FAQs

What is hypnosis?

Hypnosis allows a person to experience a deep sense of relaxation which results in a trance like condition. The hypnotherapist can then make appropriate suggestions for positive change.

What is a trance?

We all experience a trance in everyday life….. sometimes we naturally slip into a trance:
when we are enjoying a film or book and the outside world is shut off
when we slip into a daydream and time drifts a little
when we’re listening to a speaker and our concentration drifts as our eyes become unfocused.
when we’re doing a spot of gardening and become lost in thought

In hypnotherapy we simply help to bring about a similar state of relaxation.

What happens in hypnotherapy?

Hypnotherapy has been described as accessing the unconscious mind to provide new ways of dealing with problems or behaviours that are not very useful. The terms conscious and unconscious are useful shorthand ways to help us understand how the human mind works. In Hypnotherapy our conscious mind is understood to be the rational thinking brain; it helps us to understand the world around us and make decisions logically. The unconscious mind is sometimes described as the truthful brain. It is also the part of the brain that contains our good and bad habits and irrational thoughts.

A doctor may tell a patient to give up smoking. The patient responds positively to the doctor and agrees to stop smoking. However, later that day the patient decides to smoke a cigarette. This is because the conscious mind has given in to pestering by the unconscious mind.

Hypnotherapy bypasses the conscious mind and ‘speaks’ to the unconscious mind where the real reason for smoking is hidden away. It achieves this remarkable feat by distracting the conscious mind. The hypnotherapist then replaces an old unhelpful thought about smoking with a new positive thought about stopping smoking.

How hypnotherapy works

Hypnotherapy works by presenting suggestions to the unconscious mind. The unconscious is generally more receptive to new ideas, different ways of doing things and open to change. Many other forms of therapy speak to the conscious mind which is often more resistant to new ideas, wanting to hold on to what it knows. If a suggestion offered to the unconscious mind is welcomed, it is far more likely to be acted upon to cement new ways of doing things or break unhelpful habits such as smoking.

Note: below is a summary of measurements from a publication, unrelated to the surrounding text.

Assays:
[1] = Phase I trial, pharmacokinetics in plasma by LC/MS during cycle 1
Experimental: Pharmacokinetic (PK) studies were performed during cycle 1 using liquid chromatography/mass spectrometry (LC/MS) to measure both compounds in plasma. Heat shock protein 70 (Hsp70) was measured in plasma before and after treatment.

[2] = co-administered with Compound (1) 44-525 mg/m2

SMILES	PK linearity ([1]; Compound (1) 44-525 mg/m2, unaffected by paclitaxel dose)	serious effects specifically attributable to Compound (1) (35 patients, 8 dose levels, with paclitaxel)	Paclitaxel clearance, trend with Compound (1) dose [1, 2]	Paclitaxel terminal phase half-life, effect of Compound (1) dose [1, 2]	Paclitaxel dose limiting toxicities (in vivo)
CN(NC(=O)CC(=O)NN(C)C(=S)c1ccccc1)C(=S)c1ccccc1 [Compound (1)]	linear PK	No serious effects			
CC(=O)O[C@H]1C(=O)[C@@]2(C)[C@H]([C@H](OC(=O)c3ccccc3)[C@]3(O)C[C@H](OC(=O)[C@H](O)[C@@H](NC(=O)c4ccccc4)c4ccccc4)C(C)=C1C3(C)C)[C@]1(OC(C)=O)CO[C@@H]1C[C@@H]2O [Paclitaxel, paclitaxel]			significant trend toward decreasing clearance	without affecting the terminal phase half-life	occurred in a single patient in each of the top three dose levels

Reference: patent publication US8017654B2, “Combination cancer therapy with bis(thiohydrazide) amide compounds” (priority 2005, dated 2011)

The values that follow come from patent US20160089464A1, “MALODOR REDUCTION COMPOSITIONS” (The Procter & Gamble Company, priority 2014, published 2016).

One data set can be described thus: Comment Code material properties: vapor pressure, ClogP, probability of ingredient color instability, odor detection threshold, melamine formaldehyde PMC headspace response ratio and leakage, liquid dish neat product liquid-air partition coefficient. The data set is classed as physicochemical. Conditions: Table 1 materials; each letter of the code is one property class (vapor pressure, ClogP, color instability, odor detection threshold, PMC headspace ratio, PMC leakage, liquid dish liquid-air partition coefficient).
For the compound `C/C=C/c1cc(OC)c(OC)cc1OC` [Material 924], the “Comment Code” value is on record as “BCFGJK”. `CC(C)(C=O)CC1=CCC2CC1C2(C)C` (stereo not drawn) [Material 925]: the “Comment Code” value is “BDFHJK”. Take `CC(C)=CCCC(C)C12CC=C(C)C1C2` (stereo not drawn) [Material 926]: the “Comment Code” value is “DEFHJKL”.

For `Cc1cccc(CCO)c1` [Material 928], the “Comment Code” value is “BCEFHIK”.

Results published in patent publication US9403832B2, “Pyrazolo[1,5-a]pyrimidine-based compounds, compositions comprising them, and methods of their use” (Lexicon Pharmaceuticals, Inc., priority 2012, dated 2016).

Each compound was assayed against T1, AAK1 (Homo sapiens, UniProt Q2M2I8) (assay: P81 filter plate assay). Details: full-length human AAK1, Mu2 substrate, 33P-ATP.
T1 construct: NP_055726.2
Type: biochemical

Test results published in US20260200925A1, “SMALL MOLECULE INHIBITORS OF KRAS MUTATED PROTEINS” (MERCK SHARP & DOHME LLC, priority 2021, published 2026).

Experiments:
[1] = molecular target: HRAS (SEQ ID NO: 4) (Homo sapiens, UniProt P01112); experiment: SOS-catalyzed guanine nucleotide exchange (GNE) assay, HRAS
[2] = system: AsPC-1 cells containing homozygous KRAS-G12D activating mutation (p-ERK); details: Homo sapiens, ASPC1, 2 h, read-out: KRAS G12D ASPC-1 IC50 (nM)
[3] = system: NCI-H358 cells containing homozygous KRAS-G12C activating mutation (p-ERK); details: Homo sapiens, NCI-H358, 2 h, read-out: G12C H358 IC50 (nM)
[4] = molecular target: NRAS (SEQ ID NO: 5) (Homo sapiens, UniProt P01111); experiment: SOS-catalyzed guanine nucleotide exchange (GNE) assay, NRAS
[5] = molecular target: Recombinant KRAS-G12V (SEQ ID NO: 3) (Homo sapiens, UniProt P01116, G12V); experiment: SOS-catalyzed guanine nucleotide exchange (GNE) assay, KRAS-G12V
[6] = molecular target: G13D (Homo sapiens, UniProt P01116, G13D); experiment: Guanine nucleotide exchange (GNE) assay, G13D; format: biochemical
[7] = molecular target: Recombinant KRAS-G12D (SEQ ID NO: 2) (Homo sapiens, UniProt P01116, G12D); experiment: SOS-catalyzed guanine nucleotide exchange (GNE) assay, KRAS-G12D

Somebody who smokes cigarettes will be aware that smoking is unhealthy and costly yet feel certain that they can’t stop easily. Hypnotherapy goes straight to the person’s unconscious mind where those desires to carry on smoking are undermining any attempt to stop. In your own life you may have gone ‘straight to the top’ to get something done. In the same way, hypnotherapy goes straight to the unconscious to get the message across.

Somebody who wants to lose weight may have been on many diets throughout their lives. They may have wondered why the diets don’t work despite tremendous willpower. Hypnotherapy bypasses the well-meaning conscious mind to speak directly to the unconscious. Hidden from view, the unconscious mind has been the pester power behind all those good intentions. Pestering the dieter with a gnawing need to eat more or eat unhealthily. Hypnotherapy effectively reprogrammes those unhelpful thoughts with positive suggestions to break unhealthy eating patterns.

Some people are scared of spiders even though they consciously know that spiders can’t harm them. The fear is in the unconscious part of the mind. The conscious mind doesn’t know where the fear comes from but nevertheless it is a real fear. It might be the case that an earlier experience is at the root of the problem.

Hypnotherapy is more and more used by dentists to provide an alternative to anaesthesia for pain control. Furthermore it is now understood to be a leading method of dealing with conditions such as Irritable Bowel Syndrome.

What happens next?

To offer the most effective treatment to suit your needs we do an initial assessment. This involves completing a straightforward questionnaire.

Hypnotherapy does not involve the client going to sleep. Rather, you are fully aware at all times and in total control. You cannot be made to do something you would find unacceptable. You can choose not to accept suggestions. You are fully aware of your surroundings at all times.

How many sessions are needed.

Sessions vary depending on the issue. A therapeutic treatment plan which includes NLP techniques, Cognitive Behavioural Techniques CBT and/or Hypnotherapy would usually require between 4 and 12 hourly sessions depending on the issue and on your needs.

Can you provide testimonials?

Some hypnotherapists give guarantees or testimonials
The Advertising Standards Authority states that any testimonials should be signed and dated so that they can be checked by interested clients. This would break our pledge of confidentiality to all of our clients. This pledge of confidentiality applies even if a client is happy for a hypnotherapist to use their favourable remarks for advertising.

Doctors, hypnotherapists and psychotherapists can never offer guarantees or absolute cures because therapy will vary from client to client.

My conduct is governed by a strict code of ethics. For further information please visit

National Council of Hypnotherapy
General Hypnotherapy Standards Council

Always consult your GP for advice, diagnosis and treatment before seeking help with complementary or alternative therapies.